On May 20, 2010, Kala Ramesh sent me an e-mail as follows:
Dear Hidenori Hiruta san,
Sending my work for your site.
Please take time over your translation, because I’ve sent tanka and Haibun too, which might need more time for proper translation, I feel, since they are longer.
I’m given you many poems, please choose whatever you like from each genre.
According to her self-introduction, Kala Ramesh has long had a fascination for Indian classical music and is an exponent of both Carnatic and Hindustani Classical Music styles. She was fortunate to undergo vigorous training from leading musicians. She has worked extensively on Pandit Kumar Gandharva’s compositions and Nirguni bhajans along with the paramparic bandishes of the Gwalior Gharana, under the guidance of Vidushi Smt Shubhada Chirmulay, Pune.
Kala has made a concerted effort to understand the ‘spirit’ behind Kumarji’s gayaki – incorporating the vigour and the vitality, which is so inherent in his style of singing and she has performed in major cities in India.
Coming from an extremely artistic and culturally rich South Indian Tamil family, Kala believes, as her father is fond of saying, “the soil needs to be fertile for the plant to loom”. She also feels she owes this poetic streak in her to her mother. Kala is keen to see children in India take to haiku and its genres.
Kala is the deputy editor-in-chief of The World Haiku Review; is a member of the editorial team of Modern English Tanka Press’s new anthology, Take Five: The Best Contemporary Tanka 2008/2009/2010, is on the panel of the literary e-journal Muse India, for the areas of haiku and short verse [http://www.museindia.com/feature17.asp]; and was the in-house editor for Katha, New Delhi for the book Seeking the Beloved: The Poetry of Shah Abdul Latif (2005). Since April 2009, she has acted as Katha’s Poetry Editor and, in this capacity, edited an e-book of haiku, senryu, haibun, tanka, and haiga encompassing the work of 35 Indian haiku poets–the first such book to come from an Indian publishing house!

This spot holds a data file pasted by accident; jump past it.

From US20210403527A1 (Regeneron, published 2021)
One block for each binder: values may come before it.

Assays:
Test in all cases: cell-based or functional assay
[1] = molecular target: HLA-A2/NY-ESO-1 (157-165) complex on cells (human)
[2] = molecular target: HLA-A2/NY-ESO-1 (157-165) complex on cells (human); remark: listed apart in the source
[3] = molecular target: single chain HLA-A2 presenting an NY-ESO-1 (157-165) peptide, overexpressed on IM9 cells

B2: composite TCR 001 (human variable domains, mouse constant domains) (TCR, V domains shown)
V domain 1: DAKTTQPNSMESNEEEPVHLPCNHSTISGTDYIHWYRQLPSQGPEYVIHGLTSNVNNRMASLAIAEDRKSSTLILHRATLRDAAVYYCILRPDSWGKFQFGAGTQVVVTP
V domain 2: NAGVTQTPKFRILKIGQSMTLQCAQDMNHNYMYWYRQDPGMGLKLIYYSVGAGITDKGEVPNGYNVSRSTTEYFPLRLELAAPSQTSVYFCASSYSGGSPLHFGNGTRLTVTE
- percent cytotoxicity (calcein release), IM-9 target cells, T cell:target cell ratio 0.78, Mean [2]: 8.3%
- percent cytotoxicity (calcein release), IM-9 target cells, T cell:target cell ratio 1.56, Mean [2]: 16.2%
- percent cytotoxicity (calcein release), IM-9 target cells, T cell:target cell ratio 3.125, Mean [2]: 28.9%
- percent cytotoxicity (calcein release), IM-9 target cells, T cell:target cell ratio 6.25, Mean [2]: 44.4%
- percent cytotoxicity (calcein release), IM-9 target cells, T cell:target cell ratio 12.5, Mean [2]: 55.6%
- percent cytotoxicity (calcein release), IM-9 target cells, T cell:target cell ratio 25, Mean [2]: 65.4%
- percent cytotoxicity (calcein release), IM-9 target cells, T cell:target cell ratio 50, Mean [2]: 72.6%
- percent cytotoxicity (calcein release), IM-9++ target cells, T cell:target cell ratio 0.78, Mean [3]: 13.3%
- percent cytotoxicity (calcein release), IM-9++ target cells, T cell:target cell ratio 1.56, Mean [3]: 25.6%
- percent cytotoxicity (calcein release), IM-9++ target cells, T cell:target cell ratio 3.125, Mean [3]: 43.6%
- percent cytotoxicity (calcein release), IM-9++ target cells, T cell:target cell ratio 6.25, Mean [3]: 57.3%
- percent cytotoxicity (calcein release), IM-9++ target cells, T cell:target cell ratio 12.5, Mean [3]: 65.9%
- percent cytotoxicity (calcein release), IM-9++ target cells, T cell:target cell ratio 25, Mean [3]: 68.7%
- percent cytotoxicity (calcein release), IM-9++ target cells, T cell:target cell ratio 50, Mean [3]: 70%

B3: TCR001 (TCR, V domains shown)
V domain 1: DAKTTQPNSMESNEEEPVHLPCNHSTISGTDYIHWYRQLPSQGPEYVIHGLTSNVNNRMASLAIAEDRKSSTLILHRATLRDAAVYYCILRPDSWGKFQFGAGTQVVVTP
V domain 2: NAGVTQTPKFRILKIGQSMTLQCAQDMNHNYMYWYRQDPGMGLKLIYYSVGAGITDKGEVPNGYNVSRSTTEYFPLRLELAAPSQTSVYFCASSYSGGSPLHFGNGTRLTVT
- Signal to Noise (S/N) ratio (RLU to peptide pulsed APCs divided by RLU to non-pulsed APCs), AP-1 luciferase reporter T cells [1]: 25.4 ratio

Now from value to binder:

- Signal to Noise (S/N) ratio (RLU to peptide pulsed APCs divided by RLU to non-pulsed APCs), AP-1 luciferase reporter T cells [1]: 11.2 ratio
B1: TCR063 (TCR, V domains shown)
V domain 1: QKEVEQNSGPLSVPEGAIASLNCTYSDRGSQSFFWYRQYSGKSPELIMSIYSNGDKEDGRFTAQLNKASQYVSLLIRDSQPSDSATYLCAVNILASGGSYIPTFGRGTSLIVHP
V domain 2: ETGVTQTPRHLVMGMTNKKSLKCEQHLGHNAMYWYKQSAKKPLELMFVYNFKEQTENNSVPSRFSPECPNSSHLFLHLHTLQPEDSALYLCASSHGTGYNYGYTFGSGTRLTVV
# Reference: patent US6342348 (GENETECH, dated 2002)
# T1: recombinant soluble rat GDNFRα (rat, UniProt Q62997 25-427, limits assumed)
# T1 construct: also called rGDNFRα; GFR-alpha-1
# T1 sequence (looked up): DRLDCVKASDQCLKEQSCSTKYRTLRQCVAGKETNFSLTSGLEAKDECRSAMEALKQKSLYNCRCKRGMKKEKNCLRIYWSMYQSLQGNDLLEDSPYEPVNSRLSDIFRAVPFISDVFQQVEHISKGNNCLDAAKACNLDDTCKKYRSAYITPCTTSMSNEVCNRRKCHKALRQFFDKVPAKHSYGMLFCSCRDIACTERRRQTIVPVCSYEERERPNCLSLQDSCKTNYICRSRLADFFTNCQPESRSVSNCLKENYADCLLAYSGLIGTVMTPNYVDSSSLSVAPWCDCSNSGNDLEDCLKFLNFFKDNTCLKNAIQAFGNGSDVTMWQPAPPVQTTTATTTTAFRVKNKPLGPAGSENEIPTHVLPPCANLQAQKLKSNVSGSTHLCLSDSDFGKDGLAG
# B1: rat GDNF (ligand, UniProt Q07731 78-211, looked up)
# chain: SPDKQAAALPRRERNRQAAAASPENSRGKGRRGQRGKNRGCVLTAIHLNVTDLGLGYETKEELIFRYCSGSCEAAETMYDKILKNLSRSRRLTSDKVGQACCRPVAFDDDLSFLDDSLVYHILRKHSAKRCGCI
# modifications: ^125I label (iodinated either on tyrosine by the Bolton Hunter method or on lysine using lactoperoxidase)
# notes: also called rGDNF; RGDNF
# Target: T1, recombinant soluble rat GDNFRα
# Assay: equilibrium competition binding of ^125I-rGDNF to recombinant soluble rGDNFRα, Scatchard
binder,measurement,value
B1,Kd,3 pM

Currently, she is also the lead poet (sabaki) of a Kasen renku with six other international renkujin: experimenting, discovering, and incorporating the traditional renku with the Rasa Theory of India (which consists of nine rasas or emotions, namely erotic, comic, sorrow, anger, valour, fear, disgust, wonder and tranquillity, traditionally known as the nava rasas). Kala heads the World Haiku Club in India. As director, she organised the World Haiku Club Meeting at Pune in December 2006. The four-day 9th World Haiku Festival she organized at Bangalore in February 2008 was sponsored jointly by Sri Sri Ravi Shankar Ji and Sri Ratan Tata Trust
Here I present some tanka by Kala Ramesh with my Japanese interpretations.
I sincerely hope that you will enjoy reading her tanka and appreciate them.
is an oasis
or does our thirst
play tricks on us?
channels of thought
I tune into
the lingering memory
of mother’s favourite saris
the bronze lamp
a new day for mother to love
her Goddess, all over again
a hundred lies
just to cover
allowed him to say
my family wept
over our dog’s death
for those days I grudged him
his early morning walk
draped in fragrance
the jasmine withers . . .
through the flute, cherishes
each note as it fades
a fork in the road
worn out sandals
the cobbler finds them
difficult to mend
and I find them hard
rain in the city
through the long night
my life hangs
on your laboured breath
over old stories . . .
I feel that mother
is young again
for eons, waves
have danced the pebbles
to perfection . . . still
it’s the sand between my fingers
that leaves me spellbound
it is possible
I tell myself
the depth of the sky
from within me . . .
love (Nov 2009 Simply Haiku)
surfing through(Nov 2009 Simply Haiku)
she lights (Nov 2009 Simply Haiku)
a hundred lies (Fall issue of Ribbons, 2009)
my family wept (Nov 2009 Simply Haiku)
draped in fragrance (Eucalypt May 07)
autumn fields (Magnapoets July 09)
worn out sandals (Loch Raven Review Fall 05)
rain in the city (Streetlights: Poetry of Urban Life in MET. summer 09)
laughing (Notes From the Gean – Sep 09)
for eons, waves(Simply Haiku – Spring 07)
it is possible (Tanka Online Jan 2010)
The next posting ‘Haiku by Michael Dylan Welch (2)’ appears on August 14
― Hidenori Hiruta